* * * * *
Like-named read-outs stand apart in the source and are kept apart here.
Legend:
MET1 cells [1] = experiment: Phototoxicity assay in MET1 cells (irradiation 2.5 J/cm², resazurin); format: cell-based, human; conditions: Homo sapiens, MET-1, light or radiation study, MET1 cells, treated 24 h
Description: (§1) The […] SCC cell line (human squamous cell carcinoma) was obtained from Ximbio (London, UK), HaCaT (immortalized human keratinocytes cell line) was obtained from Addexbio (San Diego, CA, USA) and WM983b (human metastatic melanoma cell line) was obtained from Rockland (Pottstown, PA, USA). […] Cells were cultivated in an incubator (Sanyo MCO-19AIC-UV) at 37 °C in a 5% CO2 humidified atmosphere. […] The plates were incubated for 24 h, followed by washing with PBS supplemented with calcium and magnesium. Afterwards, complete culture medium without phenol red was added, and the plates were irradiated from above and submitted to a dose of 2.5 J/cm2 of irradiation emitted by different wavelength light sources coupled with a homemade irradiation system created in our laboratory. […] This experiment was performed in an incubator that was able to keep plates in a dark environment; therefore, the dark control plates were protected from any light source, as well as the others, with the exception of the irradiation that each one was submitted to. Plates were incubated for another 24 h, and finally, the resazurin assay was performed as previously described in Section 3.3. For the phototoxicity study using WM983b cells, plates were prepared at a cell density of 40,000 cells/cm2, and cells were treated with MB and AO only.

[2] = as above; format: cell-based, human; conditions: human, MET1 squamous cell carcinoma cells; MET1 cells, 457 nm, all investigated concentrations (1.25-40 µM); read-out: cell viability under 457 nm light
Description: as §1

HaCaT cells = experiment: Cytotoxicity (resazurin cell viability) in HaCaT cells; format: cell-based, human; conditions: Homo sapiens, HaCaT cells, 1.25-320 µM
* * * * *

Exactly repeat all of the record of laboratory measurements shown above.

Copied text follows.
Like-named read-outs stand apart in the source and are kept apart here.
Legend:
MET1 cells [1] = experiment: Phototoxicity assay in MET1 cells (irradiation 2.5 J/cm², resazurin); format: cell-based, human; conditions: Homo sapiens, MET-1, light or radiation study, MET1 cells, treated 24 h
Description: (§1) The […] SCC cell line (human squamous cell carcinoma) was obtained from Ximbio (London, UK), HaCaT (immortalized human keratinocytes cell line) was obtained from Addexbio (San Diego, CA, USA) and WM983b (human metastatic melanoma cell line) was obtained from Rockland (Pottstown, PA, USA). […] Cells were cultivated in an incubator (Sanyo MCO-19AIC-UV) at 37 °C in a 5% CO2 humidified atmosphere. […] The plates were incubated for 24 h, followed by washing with PBS supplemented with calcium and magnesium. Afterwards, complete culture medium without phenol red was added, and the plates were irradiated from above and submitted to a dose of 2.5 J/cm2 of irradiation emitted by different wavelength light sources coupled with a homemade irradiation system created in our laboratory. […] This experiment was performed in an incubator that was able to keep plates in a dark environment; therefore, the dark control plates were protected from any light source, as well as the others, with the exception of the irradiation that each one was submitted to. Plates were incubated for another 24 h, and finally, the resazurin assay was performed as previously described in Section 3.3. For the phototoxicity study using WM983b cells, plates were prepared at a cell density of 40,000 cells/cm2, and cells were treated with MB and AO only.

[2] = as above; format: cell-based, human; conditions: human, MET1 squamous cell carcinoma cells; MET1 cells, 457 nm, all investigated concentrations (1.25-40 µM); read-out: cell viability under 457 nm light
Description: as §1

HaCaT cells = experiment: Cytotoxicity (resazurin cell viability) in HaCaT cells; format: cell-based, human; conditions: Homo sapiens, HaCaT cells, 1.25-320 µM